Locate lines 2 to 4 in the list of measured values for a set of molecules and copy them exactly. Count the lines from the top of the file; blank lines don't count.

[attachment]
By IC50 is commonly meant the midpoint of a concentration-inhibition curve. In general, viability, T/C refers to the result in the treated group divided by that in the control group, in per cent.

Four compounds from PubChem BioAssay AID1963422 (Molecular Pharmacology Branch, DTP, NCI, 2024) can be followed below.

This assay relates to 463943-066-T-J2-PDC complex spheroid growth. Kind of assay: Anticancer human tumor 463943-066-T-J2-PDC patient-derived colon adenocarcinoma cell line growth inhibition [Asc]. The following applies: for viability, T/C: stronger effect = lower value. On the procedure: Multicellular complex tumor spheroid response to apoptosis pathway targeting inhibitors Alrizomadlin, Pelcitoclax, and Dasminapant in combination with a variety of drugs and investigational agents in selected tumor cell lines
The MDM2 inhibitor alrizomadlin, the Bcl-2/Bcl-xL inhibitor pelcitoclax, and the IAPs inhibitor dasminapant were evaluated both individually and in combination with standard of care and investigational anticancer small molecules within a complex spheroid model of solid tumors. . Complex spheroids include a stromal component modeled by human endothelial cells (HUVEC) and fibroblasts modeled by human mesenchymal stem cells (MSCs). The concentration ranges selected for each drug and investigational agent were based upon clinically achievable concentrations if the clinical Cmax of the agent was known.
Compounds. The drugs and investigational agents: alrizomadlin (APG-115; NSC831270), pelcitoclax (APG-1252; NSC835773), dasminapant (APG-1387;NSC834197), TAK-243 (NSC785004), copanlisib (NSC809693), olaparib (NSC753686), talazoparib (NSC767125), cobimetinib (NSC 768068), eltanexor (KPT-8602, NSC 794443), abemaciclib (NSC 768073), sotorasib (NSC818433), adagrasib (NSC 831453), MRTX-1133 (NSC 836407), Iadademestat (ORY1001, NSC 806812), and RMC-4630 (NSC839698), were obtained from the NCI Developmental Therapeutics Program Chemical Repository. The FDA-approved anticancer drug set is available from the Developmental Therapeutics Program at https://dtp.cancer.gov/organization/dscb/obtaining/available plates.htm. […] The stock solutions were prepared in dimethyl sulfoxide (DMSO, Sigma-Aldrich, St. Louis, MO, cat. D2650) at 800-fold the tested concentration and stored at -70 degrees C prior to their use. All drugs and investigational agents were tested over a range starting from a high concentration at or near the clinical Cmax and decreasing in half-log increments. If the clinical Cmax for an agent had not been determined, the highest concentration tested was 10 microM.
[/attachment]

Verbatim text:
Four compounds from PubChem BioAssay AID1963422 (Molecular Pharmacology Branch, DTP, NCI, 2024) can be followed below.

This assay relates to 463943-066-T-J2-PDC complex spheroid growth. Kind of assay: Anticancer human tumor 463943-066-T-J2-PDC patient-derived colon adenocarcinoma cell line growth inhibition [Asc]. The following applies: for viability, T/C: stronger effect = lower value. On the procedure: Multicellular complex tumor spheroid response to apoptosis pathway targeting inhibitors Alrizomadlin, Pelcitoclax, and Dasminapant in combination with a variety of drugs and investigational agents in selected tumor cell lines
The MDM2 inhibitor alrizomadlin, the Bcl-2/Bcl-xL inhibitor pelcitoclax, and the IAPs inhibitor dasminapant were evaluated both individually and in combination with standard of care and investigational anticancer small molecules within a complex spheroid model of solid tumors. . Complex spheroids include a stromal component modeled by human endothelial cells (HUVEC) and fibroblasts modeled by human mesenchymal stem cells (MSCs). The concentration ranges selected for each drug and investigational agent were based upon clinically achievable concentrations if the clinical Cmax of the agent was known.